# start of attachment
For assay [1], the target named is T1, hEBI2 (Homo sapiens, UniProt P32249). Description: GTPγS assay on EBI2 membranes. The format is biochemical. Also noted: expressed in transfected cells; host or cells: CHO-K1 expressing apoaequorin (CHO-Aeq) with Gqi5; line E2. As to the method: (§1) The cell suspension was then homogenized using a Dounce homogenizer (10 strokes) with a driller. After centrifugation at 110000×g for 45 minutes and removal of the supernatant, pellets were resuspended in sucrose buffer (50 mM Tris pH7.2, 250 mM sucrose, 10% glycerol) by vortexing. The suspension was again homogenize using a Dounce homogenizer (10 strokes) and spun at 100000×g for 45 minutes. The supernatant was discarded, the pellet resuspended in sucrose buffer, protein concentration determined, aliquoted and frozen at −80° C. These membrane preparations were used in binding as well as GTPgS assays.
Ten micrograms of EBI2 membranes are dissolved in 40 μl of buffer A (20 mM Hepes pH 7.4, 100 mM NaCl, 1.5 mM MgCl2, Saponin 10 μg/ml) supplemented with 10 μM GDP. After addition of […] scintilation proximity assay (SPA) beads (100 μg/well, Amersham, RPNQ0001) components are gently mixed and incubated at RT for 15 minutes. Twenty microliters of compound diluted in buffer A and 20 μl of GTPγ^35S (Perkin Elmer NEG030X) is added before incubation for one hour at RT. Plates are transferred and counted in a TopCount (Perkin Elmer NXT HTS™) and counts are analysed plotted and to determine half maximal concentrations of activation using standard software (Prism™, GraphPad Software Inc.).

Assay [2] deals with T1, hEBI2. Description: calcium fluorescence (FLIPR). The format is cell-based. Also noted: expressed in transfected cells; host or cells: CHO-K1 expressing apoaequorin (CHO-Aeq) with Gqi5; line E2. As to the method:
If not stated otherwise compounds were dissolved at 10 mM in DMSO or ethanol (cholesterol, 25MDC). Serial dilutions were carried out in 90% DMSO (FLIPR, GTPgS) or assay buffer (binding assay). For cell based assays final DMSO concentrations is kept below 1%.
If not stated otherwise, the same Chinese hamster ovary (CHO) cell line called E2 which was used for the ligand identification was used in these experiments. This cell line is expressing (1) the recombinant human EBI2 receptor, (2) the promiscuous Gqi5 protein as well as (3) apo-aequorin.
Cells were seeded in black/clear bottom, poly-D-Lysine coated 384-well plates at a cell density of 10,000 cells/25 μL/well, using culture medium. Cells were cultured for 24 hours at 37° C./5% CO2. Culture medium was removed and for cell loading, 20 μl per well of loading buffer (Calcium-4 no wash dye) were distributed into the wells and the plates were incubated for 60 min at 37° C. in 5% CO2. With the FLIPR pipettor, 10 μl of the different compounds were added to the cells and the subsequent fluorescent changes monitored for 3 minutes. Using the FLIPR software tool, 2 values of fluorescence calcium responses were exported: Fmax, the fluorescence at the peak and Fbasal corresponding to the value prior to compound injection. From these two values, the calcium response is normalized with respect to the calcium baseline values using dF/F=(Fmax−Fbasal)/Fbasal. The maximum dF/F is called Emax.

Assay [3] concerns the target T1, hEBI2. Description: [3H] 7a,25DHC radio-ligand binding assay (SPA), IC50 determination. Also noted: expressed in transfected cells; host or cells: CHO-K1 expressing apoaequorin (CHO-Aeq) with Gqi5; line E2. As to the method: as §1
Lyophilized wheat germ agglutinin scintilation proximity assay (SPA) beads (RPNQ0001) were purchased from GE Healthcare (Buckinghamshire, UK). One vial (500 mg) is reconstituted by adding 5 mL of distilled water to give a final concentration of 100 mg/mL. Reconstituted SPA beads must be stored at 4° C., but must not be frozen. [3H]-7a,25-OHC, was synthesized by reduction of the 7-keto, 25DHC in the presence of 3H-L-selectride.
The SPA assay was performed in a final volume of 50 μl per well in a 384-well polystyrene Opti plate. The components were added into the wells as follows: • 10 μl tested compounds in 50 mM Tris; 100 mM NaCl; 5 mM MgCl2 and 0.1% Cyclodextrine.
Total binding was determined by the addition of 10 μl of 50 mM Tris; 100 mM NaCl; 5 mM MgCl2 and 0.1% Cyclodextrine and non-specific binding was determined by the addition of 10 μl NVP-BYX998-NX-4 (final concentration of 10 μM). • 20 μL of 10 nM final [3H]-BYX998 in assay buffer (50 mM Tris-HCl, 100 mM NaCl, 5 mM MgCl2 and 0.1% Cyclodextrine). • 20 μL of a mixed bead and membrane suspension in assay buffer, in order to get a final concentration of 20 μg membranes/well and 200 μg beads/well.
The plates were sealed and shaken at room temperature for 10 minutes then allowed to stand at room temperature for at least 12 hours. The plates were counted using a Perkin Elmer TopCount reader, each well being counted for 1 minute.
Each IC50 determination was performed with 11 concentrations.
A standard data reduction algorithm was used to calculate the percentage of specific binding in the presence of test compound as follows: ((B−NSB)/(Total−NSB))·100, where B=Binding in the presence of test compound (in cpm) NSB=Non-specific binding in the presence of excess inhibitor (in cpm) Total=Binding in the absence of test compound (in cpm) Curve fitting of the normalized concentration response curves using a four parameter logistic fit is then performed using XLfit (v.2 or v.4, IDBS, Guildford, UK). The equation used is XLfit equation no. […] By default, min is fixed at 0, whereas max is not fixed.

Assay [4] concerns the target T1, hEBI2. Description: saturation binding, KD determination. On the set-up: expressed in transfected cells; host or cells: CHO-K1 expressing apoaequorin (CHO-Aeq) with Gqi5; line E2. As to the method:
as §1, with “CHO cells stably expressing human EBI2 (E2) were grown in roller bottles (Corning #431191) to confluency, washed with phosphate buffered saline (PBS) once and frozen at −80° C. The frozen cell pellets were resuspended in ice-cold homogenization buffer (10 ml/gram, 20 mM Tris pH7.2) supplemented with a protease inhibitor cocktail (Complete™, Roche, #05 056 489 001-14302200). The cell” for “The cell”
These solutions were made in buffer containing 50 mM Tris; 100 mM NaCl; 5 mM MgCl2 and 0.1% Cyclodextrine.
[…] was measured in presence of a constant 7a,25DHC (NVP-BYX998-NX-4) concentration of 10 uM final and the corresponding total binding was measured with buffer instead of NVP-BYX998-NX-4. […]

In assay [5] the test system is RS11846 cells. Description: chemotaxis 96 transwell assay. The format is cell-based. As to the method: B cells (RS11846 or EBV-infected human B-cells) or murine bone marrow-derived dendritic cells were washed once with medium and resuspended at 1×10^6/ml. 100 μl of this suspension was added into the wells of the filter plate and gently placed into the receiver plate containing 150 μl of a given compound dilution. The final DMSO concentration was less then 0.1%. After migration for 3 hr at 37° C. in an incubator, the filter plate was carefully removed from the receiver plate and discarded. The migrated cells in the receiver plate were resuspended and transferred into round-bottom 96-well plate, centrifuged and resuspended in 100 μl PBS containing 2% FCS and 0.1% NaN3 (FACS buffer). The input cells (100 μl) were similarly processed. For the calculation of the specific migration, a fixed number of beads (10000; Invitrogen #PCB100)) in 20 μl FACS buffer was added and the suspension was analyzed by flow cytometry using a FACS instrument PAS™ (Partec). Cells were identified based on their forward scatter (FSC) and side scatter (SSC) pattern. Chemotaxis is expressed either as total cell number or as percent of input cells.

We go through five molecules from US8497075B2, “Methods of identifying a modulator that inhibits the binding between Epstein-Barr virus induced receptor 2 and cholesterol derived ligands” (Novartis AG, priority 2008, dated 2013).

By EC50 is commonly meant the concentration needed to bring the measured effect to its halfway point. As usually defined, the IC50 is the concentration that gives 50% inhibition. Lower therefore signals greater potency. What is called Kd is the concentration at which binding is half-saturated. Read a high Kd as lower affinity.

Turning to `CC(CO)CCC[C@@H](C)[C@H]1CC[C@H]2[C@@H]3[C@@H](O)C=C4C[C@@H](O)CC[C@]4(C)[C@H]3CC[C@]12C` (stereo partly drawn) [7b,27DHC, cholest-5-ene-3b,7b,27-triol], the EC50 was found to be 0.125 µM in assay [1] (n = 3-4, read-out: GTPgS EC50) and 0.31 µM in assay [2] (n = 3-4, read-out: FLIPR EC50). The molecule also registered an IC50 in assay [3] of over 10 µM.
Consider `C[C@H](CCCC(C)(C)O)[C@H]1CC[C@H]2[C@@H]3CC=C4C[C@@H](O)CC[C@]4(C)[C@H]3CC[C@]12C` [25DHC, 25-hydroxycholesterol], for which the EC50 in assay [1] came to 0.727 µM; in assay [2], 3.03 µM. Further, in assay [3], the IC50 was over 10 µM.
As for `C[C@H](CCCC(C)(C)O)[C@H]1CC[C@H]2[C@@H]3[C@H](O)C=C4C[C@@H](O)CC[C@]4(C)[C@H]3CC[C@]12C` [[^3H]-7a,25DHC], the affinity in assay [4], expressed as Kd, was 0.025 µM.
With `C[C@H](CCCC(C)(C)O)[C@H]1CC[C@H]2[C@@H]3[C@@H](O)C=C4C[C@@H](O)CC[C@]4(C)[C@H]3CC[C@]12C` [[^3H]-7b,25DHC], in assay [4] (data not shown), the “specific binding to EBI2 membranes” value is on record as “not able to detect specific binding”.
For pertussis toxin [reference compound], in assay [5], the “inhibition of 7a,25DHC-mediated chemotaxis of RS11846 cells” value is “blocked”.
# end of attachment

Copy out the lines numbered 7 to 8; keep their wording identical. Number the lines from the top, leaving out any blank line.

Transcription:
Assay [3] concerns the target T1, hEBI2. Description: [3H] 7a,25DHC radio-ligand binding assay (SPA), IC50 determination. Also noted: expressed in transfected cells; host or cells: CHO-K1 expressing apoaequorin (CHO-Aeq) with Gqi5; line E2. As to the method: as §1
Lyophilized wheat germ agglutinin scintilation proximity assay (SPA) beads (RPNQ0001) were purchased from GE Healthcare (Buckinghamshire, UK). One vial (500 mg) is reconstituted by adding 5 mL of distilled water to give a final concentration of 100 mg/mL. Reconstituted SPA beads must be stored at 4° C., but must not be frozen. [3H]-7a,25-OHC, was synthesized by reduction of the 7-keto, 25DHC in the presence of 3H-L-selectride.